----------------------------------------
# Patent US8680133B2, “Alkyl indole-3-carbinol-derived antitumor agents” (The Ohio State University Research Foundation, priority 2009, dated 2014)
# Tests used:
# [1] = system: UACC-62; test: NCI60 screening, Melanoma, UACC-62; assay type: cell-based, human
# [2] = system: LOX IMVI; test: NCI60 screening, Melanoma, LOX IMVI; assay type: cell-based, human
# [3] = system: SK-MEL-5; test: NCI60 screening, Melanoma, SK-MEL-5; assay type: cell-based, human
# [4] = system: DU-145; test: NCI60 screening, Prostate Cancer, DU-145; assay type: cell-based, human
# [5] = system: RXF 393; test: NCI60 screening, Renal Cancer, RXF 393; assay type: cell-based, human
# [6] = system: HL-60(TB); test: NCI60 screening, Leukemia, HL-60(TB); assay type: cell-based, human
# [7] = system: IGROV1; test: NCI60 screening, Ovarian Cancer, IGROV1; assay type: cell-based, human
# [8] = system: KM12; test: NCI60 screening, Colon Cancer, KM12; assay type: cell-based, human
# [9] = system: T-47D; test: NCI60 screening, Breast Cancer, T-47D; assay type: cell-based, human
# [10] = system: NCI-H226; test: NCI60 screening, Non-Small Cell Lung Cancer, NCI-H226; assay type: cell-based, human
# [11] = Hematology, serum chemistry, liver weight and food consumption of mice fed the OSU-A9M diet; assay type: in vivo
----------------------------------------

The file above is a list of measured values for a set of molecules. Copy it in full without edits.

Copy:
# Patent US8680133B2, “Alkyl indole-3-carbinol-derived antitumor agents” (The Ohio State University Research Foundation, priority 2009, dated 2014)
# Tests used:
# [1] = system: UACC-62; test: NCI60 screening, Melanoma, UACC-62; assay type: cell-based, human
# [2] = system: LOX IMVI; test: NCI60 screening, Melanoma, LOX IMVI; assay type: cell-based, human
# [3] = system: SK-MEL-5; test: NCI60 screening, Melanoma, SK-MEL-5; assay type: cell-based, human
# [4] = system: DU-145; test: NCI60 screening, Prostate Cancer, DU-145; assay type: cell-based, human
# [5] = system: RXF 393; test: NCI60 screening, Renal Cancer, RXF 393; assay type: cell-based, human
# [6] = system: HL-60(TB); test: NCI60 screening, Leukemia, HL-60(TB); assay type: cell-based, human
# [7] = system: IGROV1; test: NCI60 screening, Ovarian Cancer, IGROV1; assay type: cell-based, human
# [8] = system: KM12; test: NCI60 screening, Colon Cancer, KM12; assay type: cell-based, human
# [9] = system: T-47D; test: NCI60 screening, Breast Cancer, T-47D; assay type: cell-based, human
# [10] = system: NCI-H226; test: NCI60 screening, Non-Small Cell Lung Cancer, NCI-H226; assay type: cell-based, human
# [11] = Hematology, serum chemistry, liver weight and food consumption of mice fed the OSU-A9M diet; assay type: in vivo